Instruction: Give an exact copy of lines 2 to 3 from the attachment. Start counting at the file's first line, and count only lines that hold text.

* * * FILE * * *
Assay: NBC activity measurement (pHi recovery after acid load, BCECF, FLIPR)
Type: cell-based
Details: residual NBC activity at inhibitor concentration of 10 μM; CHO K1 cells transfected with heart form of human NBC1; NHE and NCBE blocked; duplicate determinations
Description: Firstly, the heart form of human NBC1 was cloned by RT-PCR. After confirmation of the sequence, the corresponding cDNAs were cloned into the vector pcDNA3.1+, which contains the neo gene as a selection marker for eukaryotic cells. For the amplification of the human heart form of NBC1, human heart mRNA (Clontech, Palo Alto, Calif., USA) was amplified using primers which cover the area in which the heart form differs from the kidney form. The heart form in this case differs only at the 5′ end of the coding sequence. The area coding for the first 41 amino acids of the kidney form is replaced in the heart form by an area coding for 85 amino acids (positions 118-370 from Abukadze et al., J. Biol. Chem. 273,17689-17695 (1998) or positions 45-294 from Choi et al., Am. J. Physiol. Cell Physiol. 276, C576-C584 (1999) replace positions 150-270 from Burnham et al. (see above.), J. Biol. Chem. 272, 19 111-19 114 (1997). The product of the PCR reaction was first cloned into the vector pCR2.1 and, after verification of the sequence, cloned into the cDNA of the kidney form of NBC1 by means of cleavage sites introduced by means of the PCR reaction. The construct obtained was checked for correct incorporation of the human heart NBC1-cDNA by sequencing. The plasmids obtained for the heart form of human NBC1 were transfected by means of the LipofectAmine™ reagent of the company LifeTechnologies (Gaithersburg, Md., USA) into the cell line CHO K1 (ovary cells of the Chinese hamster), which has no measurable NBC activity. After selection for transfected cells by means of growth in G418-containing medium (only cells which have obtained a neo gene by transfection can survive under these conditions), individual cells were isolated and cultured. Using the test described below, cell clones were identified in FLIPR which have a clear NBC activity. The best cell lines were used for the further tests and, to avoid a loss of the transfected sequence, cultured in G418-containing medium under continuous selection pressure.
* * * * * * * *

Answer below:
Type: cell-based
Details: residual NBC activity at inhibitor concentration of 10 μM; CHO K1 cells transfected with heart form of human NBC1; NHE and NCBE blocked; duplicate determinations